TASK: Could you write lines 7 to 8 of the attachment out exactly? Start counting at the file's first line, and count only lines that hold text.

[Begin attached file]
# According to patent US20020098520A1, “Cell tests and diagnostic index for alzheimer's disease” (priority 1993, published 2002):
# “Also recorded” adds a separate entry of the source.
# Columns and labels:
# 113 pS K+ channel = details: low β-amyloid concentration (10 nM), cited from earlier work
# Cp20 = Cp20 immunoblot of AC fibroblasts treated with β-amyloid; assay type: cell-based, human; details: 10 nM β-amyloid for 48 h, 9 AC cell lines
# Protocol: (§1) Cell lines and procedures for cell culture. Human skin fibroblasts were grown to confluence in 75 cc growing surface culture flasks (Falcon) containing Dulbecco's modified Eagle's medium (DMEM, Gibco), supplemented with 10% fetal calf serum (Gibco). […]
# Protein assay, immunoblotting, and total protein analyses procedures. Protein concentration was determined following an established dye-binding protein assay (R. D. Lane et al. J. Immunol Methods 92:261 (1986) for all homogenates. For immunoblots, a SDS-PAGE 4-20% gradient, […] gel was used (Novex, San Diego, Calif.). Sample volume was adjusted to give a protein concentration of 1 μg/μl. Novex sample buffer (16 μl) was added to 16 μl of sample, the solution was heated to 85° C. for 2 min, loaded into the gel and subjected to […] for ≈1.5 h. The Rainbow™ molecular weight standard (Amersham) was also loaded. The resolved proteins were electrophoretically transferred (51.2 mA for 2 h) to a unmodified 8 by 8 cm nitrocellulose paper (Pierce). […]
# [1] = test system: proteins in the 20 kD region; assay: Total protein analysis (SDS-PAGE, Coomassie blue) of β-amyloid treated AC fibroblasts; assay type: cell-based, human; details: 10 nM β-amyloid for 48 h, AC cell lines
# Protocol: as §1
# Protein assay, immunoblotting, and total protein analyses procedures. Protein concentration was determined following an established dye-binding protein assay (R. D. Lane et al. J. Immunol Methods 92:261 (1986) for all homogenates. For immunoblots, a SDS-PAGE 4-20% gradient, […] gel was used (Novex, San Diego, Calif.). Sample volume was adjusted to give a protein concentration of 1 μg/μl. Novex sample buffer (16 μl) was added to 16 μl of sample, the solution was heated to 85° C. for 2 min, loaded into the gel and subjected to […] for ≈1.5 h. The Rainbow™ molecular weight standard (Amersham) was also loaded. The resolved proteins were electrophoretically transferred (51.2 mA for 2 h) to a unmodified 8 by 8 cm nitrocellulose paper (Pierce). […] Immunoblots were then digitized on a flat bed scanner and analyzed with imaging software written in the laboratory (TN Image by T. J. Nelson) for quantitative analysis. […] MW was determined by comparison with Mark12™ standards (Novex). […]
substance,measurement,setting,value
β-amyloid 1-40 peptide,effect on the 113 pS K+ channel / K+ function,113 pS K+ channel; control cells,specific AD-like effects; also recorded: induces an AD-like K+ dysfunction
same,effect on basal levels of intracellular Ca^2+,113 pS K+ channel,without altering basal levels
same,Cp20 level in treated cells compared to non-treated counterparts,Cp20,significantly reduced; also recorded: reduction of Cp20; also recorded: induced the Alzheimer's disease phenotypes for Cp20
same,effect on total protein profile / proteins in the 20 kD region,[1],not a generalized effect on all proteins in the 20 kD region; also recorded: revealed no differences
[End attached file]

# Protein assay, immunoblotting, and total protein analyses procedures. Protein concentration was determined following an established dye-binding protein assay (R. D. Lane et al. J. Immunol Methods 92:261 (1986) for all homogenates. For immunoblots, a SDS-PAGE 4-20% gradient, […] gel was used (Novex, San Diego, Calif.). Sample volume was adjusted to give a protein concentration of 1 μg/μl. Novex sample buffer (16 μl) was added to 16 μl of sample, the solution was heated to 85° C. for 2 min, loaded into the gel and subjected to […] for ≈1.5 h. The Rainbow™ molecular weight standard (Amersham) was also loaded. The resolved proteins were electrophoretically transferred (51.2 mA for 2 h) to a unmodified 8 by 8 cm nitrocellulose paper (Pierce). […]
# [1] = test system: proteins in the 20 kD region; assay: Total protein analysis (SDS-PAGE, Coomassie blue) of β-amyloid treated AC fibroblasts; assay type: cell-based, human; details: 10 nM β-amyloid for 48 h, AC cell lines